Issue #80 Black Mirror Body

Black Mirror Body

A close-up of Caesar, the leader of the rebel apes in the reboot of the Planet of the Apes film series. In a departure from ape anatomy, the CGI team gave Caesar human-like eyes to make him more expressive and to enhance the audience’s ability to empathize with him. 

Issue #80
March 2017

The night after Donald Trump won a long and ugly US presidential race, Alain Badiou entered a classroom at the University of California, Los Angeles, sat down, placed some notes on the table, and then explained that he had decided not to give his planned lecture, “Concerning Violence.” Instead, the most prominent French philosopher of our day would talk about Trump and what his success revealed about our current political, historical, and economic condition.

The resulting lecture, which ran for just over fifty-five minutes, had this statement at its center:

We can define our moment as the moment of the primitive conviction of liberalism as dominant in the form that private property and the free market compose the unique possible destiny of human beings. And it’s also a definition of a human subject. What is, in this vision, a human subject? A human subject is a beggar, a consumer, an owner, or nothing at all. That is the strict definition today of what is a human being. [italics added]

Badiou told his students on the day after the US presidential election that to be a human in the Trump era was to be “a beggar, a consumer, an owner, or nothing at all.” Does this mean that, under Obama, we were something else? And under Bush II? Were we something other than what we were under Clinton and Bush I? What was the human under Reagan? Jimmy Carter?

Perhaps we should not be surprised that for Badiou, that old Maoist, the state of the human situation is defined by the leader of the dominant society. The function of the leaders of other societies surrounding it, near and far, would then be to receive and impose this state/definition/ideology on their subjects, or to reject it, loudly. In either case, dominance is dominance, from the US to Zimbabwe: you are a beggar, or a consumer, or an owner. Or you can be nothing.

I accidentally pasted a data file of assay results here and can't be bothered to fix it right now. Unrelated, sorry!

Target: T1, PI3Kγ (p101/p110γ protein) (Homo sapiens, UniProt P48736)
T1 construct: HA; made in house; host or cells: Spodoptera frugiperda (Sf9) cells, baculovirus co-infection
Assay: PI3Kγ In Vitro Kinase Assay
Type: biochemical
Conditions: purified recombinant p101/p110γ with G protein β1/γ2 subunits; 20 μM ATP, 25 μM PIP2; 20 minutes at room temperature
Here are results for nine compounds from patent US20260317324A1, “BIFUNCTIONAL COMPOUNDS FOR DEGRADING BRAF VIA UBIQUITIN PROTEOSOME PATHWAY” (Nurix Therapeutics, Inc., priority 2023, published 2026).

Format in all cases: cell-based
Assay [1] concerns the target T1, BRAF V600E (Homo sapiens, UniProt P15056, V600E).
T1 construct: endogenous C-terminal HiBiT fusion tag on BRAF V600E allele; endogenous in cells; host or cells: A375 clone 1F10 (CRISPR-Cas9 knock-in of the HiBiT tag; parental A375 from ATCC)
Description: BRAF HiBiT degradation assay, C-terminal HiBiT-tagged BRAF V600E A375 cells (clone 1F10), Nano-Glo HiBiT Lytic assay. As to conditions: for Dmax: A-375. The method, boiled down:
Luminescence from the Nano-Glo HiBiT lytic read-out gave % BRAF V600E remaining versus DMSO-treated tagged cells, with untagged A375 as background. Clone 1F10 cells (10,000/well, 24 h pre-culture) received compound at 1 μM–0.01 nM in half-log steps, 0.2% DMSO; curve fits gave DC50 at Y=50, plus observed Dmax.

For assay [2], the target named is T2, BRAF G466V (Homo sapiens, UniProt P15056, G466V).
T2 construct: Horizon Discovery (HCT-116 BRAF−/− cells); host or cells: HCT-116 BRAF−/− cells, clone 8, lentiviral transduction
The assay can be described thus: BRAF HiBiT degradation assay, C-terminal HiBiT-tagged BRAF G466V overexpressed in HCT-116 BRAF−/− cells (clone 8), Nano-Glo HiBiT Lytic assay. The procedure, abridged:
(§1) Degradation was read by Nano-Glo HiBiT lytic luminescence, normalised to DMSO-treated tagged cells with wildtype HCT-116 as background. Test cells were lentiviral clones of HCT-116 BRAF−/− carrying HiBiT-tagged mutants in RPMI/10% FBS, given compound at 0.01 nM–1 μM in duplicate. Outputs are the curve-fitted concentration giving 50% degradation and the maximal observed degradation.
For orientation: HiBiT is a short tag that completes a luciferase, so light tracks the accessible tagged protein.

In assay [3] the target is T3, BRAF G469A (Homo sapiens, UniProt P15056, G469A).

Because before there is the definition of the human as human—the leading subject of Western philosophy—there must also be a human as animal—the leading subject of sociobiology. There is the thing that changes (the human), and the thing that persists (the animal). This distinction is necessary because we know that the animal, whatever it is, is deeper and older and, because of its genetic burden, cannot change so rapidly, certainly not at the furious pace of presidential elections. Yet what we examine, theorize, categorize when we examine, theorize, categorize the human is just this ever shifting definition, and what is left unsaid, and is almost unknown, is the animal, which, by default in this understanding, becomes nothing more than a substance on which this ceaselessly alternating definition of the human is impressed. The animal is the raw matter on which the various historical definitions of the human work. But is this substance just that, a substance? Is the human as animal mere putty? A horse can also be an animal (indeed it is an animal first and a horse second) but a human can only be a human, or different types of humans.

Here is something to consider. The man Trump has picked for secretary of state has a view of the human that is similar to Badiou’s: the malleable animal. In 2012, Rex Tillerson, ExxonMobil’s CEO, admitted to the Council on Foreign Relations that climate change is a real thing (or, to use the language of Timothy Morton, a “hyperobject”1) and caused by human activities—particularly the burning of fossil fuels (Tillerson’s bread and butter). But this situation was not really a problem, according to his way of thinking the thing (the hyperobject), because we, as humans, can easily adapt to changing environments. Humans live in the desert, the Arctic Circle, the jungle, you name it. You can be a San, an Eskimo, a Yanomami. Whatever the earth offers, we can take it. “As human beings, as a—as a—as a species,” Tillerson said,

We have spent our entire existence adapting, okay? So we will adapt to this. Changes to weather patterns that move crop production areas around—we’ll adapt to that. It’s an engineering problem, and it has engineering solutions. And so I don’t—the fear factor that people want to throw out there to say we just have to stop this, I do not accept.